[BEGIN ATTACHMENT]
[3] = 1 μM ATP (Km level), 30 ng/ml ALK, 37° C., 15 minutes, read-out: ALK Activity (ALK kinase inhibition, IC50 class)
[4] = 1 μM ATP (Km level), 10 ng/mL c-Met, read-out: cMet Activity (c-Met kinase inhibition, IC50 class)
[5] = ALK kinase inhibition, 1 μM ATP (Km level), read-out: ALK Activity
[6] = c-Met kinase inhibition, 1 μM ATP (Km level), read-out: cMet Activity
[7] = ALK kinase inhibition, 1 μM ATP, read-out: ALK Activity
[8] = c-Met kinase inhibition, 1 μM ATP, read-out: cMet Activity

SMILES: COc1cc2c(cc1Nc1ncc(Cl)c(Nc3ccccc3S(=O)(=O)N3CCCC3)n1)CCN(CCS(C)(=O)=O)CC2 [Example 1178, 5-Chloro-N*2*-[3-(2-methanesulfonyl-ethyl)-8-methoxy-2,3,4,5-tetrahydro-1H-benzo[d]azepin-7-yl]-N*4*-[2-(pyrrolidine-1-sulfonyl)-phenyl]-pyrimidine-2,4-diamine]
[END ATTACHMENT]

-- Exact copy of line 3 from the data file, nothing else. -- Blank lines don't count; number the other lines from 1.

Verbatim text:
[5] = ALK kinase inhibition, 1 μM ATP (Km level), read-out: ALK Activity